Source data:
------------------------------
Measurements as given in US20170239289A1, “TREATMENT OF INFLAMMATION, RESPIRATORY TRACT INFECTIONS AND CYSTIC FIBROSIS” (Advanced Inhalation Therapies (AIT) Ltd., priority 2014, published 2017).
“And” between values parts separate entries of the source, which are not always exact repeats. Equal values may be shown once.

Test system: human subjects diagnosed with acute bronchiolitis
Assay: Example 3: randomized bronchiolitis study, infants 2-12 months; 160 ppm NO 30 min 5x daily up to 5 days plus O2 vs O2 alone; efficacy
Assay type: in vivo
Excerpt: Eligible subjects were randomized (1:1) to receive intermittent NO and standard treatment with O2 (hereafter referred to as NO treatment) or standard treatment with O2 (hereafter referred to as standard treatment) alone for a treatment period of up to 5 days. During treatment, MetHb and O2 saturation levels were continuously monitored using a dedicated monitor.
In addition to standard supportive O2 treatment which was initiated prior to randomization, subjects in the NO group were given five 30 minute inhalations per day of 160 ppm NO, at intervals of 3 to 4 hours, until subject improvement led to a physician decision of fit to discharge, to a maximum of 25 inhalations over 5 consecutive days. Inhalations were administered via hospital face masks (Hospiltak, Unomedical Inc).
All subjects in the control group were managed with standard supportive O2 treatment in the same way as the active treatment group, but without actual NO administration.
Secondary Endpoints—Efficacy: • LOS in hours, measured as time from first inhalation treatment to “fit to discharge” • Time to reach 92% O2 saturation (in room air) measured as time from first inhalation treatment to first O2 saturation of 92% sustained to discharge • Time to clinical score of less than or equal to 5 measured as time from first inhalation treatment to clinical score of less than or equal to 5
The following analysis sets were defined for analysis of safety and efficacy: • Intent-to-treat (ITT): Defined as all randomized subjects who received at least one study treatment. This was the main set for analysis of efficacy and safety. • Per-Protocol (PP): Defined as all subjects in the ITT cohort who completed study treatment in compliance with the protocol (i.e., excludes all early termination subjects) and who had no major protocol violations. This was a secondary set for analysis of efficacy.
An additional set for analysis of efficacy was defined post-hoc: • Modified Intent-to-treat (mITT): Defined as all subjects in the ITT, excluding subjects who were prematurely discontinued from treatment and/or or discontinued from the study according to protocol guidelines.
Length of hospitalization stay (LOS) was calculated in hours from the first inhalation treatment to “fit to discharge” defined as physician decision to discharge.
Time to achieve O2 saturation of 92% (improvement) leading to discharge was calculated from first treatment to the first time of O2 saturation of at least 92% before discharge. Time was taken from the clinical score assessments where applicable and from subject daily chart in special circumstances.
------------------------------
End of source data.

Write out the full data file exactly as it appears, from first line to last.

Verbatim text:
Measurements as given in US20170239289A1, “TREATMENT OF INFLAMMATION, RESPIRATORY TRACT INFECTIONS AND CYSTIC FIBROSIS” (Advanced Inhalation Therapies (AIT) Ltd., priority 2014, published 2017).
“And” between values parts separate entries of the source, which are not always exact repeats. Equal values may be shown once.

Test system: human subjects diagnosed with acute bronchiolitis
Assay: Example 3: randomized bronchiolitis study, infants 2-12 months; 160 ppm NO 30 min 5x daily up to 5 days plus O2 vs O2 alone; efficacy
Assay type: in vivo
Excerpt: Eligible subjects were randomized (1:1) to receive intermittent NO and standard treatment with O2 (hereafter referred to as NO treatment) or standard treatment with O2 (hereafter referred to as standard treatment) alone for a treatment period of up to 5 days. During treatment, MetHb and O2 saturation levels were continuously monitored using a dedicated monitor.
In addition to standard supportive O2 treatment which was initiated prior to randomization, subjects in the NO group were given five 30 minute inhalations per day of 160 ppm NO, at intervals of 3 to 4 hours, until subject improvement led to a physician decision of fit to discharge, to a maximum of 25 inhalations over 5 consecutive days. Inhalations were administered via hospital face masks (Hospiltak, Unomedical Inc).
All subjects in the control group were managed with standard supportive O2 treatment in the same way as the active treatment group, but without actual NO administration.
Secondary Endpoints—Efficacy: • LOS in hours, measured as time from first inhalation treatment to “fit to discharge” • Time to reach 92% O2 saturation (in room air) measured as time from first inhalation treatment to first O2 saturation of 92% sustained to discharge • Time to clinical score of less than or equal to 5 measured as time from first inhalation treatment to clinical score of less than or equal to 5
The following analysis sets were defined for analysis of safety and efficacy: • Intent-to-treat (ITT): Defined as all randomized subjects who received at least one study treatment. This was the main set for analysis of efficacy and safety. • Per-Protocol (PP): Defined as all subjects in the ITT cohort who completed study treatment in compliance with the protocol (i.e., excludes all early termination subjects) and who had no major protocol violations. This was a secondary set for analysis of efficacy.
An additional set for analysis of efficacy was defined post-hoc: • Modified Intent-to-treat (mITT): Defined as all subjects in the ITT, excluding subjects who were prematurely discontinued from treatment and/or or discontinued from the study according to protocol guidelines.
Length of hospitalization stay (LOS) was calculated in hours from the first inhalation treatment to “fit to discharge” defined as physician decision to discharge.
Time to achieve O2 saturation of 92% (improvement) leading to discharge was calculated from first treatment to the first time of O2 saturation of at least 92% before discharge. Time was taken from the clinical score assessments where applicable and from subject daily chart in special circumstances.